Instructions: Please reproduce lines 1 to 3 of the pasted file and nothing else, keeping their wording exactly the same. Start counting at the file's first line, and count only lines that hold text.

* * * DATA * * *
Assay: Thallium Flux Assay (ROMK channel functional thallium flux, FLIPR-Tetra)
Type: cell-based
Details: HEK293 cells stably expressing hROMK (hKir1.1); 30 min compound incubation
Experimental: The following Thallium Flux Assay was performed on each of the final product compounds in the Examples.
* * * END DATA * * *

Assay: Thallium Flux Assay (ROMK channel functional thallium flux, FLIPR-Tetra)
Type: cell-based
Details: HEK293 cells stably expressing hROMK (hKir1.1); 30 min compound incubation